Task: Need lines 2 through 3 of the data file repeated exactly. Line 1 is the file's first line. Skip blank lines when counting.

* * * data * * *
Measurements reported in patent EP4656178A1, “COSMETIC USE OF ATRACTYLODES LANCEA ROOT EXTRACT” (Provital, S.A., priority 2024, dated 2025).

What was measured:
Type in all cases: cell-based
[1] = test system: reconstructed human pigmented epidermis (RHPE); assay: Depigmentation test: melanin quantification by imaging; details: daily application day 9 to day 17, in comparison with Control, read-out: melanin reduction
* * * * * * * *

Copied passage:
What was measured:
Type in all cases: cell-based